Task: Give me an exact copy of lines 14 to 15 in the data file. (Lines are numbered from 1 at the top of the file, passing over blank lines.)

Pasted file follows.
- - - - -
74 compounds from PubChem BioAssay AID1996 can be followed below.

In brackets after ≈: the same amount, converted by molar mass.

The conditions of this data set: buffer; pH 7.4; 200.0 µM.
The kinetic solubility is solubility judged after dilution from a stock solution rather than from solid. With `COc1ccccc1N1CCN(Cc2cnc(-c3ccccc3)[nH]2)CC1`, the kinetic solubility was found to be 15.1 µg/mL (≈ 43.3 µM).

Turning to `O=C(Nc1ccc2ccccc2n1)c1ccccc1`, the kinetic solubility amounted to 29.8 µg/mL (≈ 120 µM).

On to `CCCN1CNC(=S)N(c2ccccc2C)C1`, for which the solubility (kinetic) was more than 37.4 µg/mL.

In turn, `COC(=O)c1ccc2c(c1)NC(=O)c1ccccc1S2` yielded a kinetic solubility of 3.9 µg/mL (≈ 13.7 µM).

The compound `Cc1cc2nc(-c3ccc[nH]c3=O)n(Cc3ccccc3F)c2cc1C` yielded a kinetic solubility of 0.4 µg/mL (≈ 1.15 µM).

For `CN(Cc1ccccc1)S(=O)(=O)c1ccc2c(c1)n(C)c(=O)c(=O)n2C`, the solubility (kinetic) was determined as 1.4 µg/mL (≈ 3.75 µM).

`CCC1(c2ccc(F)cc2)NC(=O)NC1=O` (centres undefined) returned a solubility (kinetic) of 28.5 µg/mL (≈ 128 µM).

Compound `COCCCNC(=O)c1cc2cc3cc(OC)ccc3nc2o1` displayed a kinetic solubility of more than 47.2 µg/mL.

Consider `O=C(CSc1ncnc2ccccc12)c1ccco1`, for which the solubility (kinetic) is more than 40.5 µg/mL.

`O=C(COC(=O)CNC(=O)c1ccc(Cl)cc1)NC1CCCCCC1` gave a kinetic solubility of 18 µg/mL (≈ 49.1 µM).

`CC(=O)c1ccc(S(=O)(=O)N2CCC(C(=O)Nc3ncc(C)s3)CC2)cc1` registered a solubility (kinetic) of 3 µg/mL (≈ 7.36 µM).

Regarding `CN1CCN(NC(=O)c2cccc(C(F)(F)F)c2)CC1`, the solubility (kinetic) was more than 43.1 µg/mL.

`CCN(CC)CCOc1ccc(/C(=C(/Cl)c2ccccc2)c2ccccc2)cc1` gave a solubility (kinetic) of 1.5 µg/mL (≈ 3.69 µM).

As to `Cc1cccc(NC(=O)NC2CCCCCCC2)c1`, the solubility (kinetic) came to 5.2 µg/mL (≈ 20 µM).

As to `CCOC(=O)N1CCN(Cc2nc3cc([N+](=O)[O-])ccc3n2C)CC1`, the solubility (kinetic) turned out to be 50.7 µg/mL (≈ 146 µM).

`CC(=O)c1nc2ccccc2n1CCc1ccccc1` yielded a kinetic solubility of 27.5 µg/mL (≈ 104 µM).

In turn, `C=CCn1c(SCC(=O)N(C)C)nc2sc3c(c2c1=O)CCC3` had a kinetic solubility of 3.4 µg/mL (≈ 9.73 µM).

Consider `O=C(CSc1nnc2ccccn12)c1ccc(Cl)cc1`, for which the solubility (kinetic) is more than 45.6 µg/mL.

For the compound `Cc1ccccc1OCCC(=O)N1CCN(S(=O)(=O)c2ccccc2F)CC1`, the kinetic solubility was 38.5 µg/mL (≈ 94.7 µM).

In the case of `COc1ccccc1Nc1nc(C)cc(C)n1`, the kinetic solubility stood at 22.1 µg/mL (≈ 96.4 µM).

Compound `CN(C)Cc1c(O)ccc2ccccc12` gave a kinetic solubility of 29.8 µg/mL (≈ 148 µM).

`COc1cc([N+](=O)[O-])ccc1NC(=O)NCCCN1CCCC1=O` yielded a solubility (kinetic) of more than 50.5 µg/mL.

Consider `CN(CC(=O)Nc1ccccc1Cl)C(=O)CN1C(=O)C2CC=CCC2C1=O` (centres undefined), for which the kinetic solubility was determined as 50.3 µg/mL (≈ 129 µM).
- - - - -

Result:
`CC(=O)c1ccc(S(=O)(=O)N2CCC(C(=O)Nc3ncc(C)s3)CC2)cc1` registered a solubility (kinetic) of 3 µg/mL (≈ 7.36 µM).

Regarding `CN1CCN(NC(=O)c2cccc(C(F)(F)F)c2)CC1`, the solubility (kinetic) was more than 43.1 µg/mL.